1) A fixed, relatively high current stage that quickly recharges the battery to about 75% capacity. This isn't harmful to the battery and saves a lot of charging time compared to a stupid "voltage, only" charger. This is why many modern chargers are touted as having a (very small and simple) microcontroller running the charging procedure them.

    2) A fixed voltage stage that charges the battery up to 100% of its capacity.

    3) Finally, the charger should go into a "float charging" mode that will keep your battery at 100% charge when the battery isn't being used and the charger is turned on. This mode is used to store the battery for indefinitely long periods of time. L-A batteries, like all other types, slowly self-discharge. L-A batteries will damage themselves if left to self-discharge for several months at a time or longer.

    These stages occur in the listed order and are automatically controlled by the charger. You just connect up the charger, turn it on and then wait for the "Done" indicator to light up. All you have to do is get a charger with a suitable charging current rating for your particular battery size. The charger has no idea what size batteries it is connected to, so you have to buy the right size charger in the first place.

    I think you're looking at an outlay of about USD $100 to $150 for both the charger and the inverter, together, for, say, a motorcycle-sized 12V battery. Your battery is most certainly a "sealed" (gelled electrolyte) battery, but these don't need a special charger.
  10. Dec 2, 2010 #9
    You can pickup a charger from your local hobby shop that will use a 12V DC power source. They are built with DC inputs so the radio control hobbyists can charge batteries out in the field where power isn’t available.

    Just make sure it has a setting for the lead acids you’re charging.

    This is probably safer and better for your batteries than just hooking them directly to the truck.
  11. Dec 2, 2010 #10


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    @ pascor
    As I scanned down this thread I was waiting for someone to point that out!
    There is a simple, safe solution and that is to find the maximum charge rate for your kayak battery. Then put a beefy, high power resistor in series when you are 'parallelling them up'.
    Question - what value of resistor?Taking the worst possible scenario (the little battery is really flat) then the resistor should be 13÷Max permitted current. This would mean that, whatever the state of charge, there would never be too much current. However, this is too pessimistic and would not allow a reasonable charge current if the volts on the small battery are still about 12V. Remember- if you really flatten your small battery, you will totally knacker it, if it's lead acid so you really ought to make sure that its voltage is not lower than 11V.
    Assuming that there is some life in your battery (or you could even check the volts with a cheap meter) then you could use a much smaller resistor and still not blow up your battery. If you are sure it's charged to a safe level then a series resistor of 2÷Max Current will avoid explosions.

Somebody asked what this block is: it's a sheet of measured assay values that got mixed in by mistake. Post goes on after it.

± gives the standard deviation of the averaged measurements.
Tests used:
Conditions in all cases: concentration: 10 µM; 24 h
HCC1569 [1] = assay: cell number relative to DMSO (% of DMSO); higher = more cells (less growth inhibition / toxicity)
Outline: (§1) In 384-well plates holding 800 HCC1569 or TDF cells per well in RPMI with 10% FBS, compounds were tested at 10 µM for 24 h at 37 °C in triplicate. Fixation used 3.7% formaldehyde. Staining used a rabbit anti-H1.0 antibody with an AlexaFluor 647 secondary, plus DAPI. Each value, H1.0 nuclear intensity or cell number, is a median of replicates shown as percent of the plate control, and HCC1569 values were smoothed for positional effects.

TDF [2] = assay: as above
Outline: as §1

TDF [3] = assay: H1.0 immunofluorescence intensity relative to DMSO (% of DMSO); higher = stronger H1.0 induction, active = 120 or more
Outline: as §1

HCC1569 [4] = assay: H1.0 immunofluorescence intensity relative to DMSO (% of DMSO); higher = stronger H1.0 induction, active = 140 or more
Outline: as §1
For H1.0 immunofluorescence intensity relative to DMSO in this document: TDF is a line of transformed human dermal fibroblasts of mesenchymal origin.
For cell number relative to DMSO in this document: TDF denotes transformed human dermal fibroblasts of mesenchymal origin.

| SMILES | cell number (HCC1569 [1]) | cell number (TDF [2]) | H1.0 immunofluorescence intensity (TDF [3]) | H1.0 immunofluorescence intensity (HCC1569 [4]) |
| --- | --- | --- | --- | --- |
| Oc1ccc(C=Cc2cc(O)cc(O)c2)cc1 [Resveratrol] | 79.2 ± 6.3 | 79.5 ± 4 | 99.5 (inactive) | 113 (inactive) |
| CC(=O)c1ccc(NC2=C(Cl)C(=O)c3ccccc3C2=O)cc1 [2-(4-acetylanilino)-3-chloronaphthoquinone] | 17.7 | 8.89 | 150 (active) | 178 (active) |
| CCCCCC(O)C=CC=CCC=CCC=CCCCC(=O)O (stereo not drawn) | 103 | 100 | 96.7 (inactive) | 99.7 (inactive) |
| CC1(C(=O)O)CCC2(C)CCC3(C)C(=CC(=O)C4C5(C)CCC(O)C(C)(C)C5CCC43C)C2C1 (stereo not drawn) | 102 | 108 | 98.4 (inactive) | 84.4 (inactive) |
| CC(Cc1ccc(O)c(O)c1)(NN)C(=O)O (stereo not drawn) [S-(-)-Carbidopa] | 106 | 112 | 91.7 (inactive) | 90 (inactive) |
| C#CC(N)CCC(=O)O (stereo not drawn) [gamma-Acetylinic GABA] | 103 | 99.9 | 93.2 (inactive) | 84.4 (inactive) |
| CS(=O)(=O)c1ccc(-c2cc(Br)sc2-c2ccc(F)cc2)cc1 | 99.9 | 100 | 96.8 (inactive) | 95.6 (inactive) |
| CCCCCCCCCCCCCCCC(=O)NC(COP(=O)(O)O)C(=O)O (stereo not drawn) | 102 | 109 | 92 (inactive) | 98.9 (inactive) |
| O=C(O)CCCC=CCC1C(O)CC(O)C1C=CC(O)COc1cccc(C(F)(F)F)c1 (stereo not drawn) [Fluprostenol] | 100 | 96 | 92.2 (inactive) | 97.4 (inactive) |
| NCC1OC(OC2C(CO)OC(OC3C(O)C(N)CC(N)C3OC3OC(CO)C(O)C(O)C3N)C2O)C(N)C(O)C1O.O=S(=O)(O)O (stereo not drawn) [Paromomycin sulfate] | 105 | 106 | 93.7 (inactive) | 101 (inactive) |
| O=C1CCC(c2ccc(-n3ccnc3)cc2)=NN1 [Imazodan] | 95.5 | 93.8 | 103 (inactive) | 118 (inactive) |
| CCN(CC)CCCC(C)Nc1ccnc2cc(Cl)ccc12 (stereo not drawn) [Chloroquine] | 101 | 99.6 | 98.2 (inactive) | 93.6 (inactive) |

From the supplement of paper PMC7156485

These are not ideal solutions but will only cost pennies compared with buying ' the proper thing'.
    The portable booster chargers that the rescue services all check the 'dead' battery voltage before charging at a high rate. Just a posher version of what I was suggesting.
  12. Sep 14, 2011 #11
    You can't properly charge a 12 volt battery directly by another 12 volt battery ! If you try you will ruin the sealed battery because it won't get charged up properly.. The battery under charge needs, ONLY AT TIMES, a voltage greater than 12 volts, perhaps as high as 14.0 volts. Even your truck battery gets charged at 14 volts. So, the way to go is 1) Get a 120v sealed lead-acid battery charger (NOT an automotive/motorcycle charger) with enough power for: 2) A 120 volt inverter to power the 4-stage charger. The inverter power capability only needs to be able to output, perhaps, 150% the max current needed by the charger.
  13. Sep 14, 2011 #12

    jim hardy

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    are you handy at soldering?

    Simplest would be as somebody suggested a beefy resistor in series with your little battery. I'd suggest a 6volt automotive headlamp because its resistance is nonlinear and a strong function of current through it..
    That'll charge your gel-cell to whatever your truck battery is.

    I do not believe charging three pounds of gelcell will significantly discharge a fifty pound truck battery.

    When current drops to near zero (0v across lamp) start the truck and both batteries will soon be topped off to 14v.

    Those 4 stage chargers are really nice - i once built one for fun. TI makes the IC's, they even have built in temperature sensing to make just the right voltage for lead-acid.
    If you're into elecrtonic projects that'd be an interesting one - a charger to plug in your cigar lighter. All you need is 2volts of boost. Small switcher would do that,.

    Dave Johnson over at DiscoverCircuits forum had something similar for his "Circuit of the Month" a couple years back .

    but - keep it simple.